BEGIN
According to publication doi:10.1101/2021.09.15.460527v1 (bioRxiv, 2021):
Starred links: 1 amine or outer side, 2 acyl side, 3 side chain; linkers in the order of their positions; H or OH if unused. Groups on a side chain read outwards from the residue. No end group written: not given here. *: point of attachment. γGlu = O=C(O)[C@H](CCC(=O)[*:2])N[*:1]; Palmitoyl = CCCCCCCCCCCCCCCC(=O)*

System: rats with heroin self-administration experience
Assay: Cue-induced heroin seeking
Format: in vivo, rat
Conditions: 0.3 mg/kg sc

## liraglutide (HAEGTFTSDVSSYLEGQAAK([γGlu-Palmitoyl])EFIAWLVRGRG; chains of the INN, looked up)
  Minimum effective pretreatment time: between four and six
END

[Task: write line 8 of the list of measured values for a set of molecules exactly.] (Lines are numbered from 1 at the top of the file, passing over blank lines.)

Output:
  Minimum effective pretreatment time: between four and six